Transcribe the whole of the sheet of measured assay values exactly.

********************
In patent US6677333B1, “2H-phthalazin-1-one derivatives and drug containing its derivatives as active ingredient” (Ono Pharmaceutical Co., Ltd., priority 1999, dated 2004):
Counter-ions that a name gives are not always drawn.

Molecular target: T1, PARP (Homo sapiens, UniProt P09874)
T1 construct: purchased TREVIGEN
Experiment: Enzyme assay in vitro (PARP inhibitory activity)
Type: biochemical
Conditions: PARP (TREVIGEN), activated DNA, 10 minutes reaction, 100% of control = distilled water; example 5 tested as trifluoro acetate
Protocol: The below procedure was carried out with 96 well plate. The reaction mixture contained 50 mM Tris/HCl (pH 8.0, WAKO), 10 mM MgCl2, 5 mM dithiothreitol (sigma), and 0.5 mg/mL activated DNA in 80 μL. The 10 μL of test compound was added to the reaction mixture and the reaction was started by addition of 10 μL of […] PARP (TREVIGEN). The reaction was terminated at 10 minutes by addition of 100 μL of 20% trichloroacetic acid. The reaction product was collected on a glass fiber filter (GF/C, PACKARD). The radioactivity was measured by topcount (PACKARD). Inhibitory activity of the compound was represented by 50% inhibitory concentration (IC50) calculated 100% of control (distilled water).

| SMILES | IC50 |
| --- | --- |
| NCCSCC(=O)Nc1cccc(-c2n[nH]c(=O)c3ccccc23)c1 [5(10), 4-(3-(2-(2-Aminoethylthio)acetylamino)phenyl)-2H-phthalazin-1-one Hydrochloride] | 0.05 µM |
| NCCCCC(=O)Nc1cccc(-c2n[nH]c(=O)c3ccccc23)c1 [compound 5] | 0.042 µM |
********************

In patent US6677333B1, “2H-phthalazin-1-one derivatives and drug containing its derivatives as active ingredient” (Ono Pharmaceutical Co., Ltd., priority 1999, dated 2004):
Counter-ions that a name gives are not always drawn.

Molecular target: T1, PARP (Homo sapiens, UniProt P09874)
T1 construct: purchased TREVIGEN
Experiment: Enzyme assay in vitro (PARP inhibitory activity)
Type: biochemical
Conditions: PARP (TREVIGEN), activated DNA, 10 minutes reaction, 100% of control = distilled water; example 5 tested as trifluoro acetate
Protocol: The below procedure was carried out with 96 well plate. The reaction mixture contained 50 mM Tris/HCl (pH 8.0, WAKO), 10 mM MgCl2, 5 mM dithiothreitol (sigma), and 0.5 mg/mL activated DNA in 80 μL. The 10 μL of test compound was added to the reaction mixture and the reaction was started by addition of 10 μL of […] PARP (TREVIGEN). The reaction was terminated at 10 minutes by addition of 100 μL of 20% trichloroacetic acid. The reaction product was collected on a glass fiber filter (GF/C, PACKARD). The radioactivity was measured by topcount (PACKARD). Inhibitory activity of the compound was represented by 50% inhibitory concentration (IC50) calculated 100% of control (distilled water).

| SMILES | IC50 |
| --- | --- |
| NCCSCC(=O)Nc1cccc(-c2n[nH]c(=O)c3ccccc23)c1 [5(10), 4-(3-(2-(2-Aminoethylthio)acetylamino)phenyl)-2H-phthalazin-1-one Hydrochloride] | 0.05 µM |
| NCCCCC(=O)Nc1cccc(-c2n[nH]c(=O)c3ccccc23)c1 [compound 5] | 0.042 µM |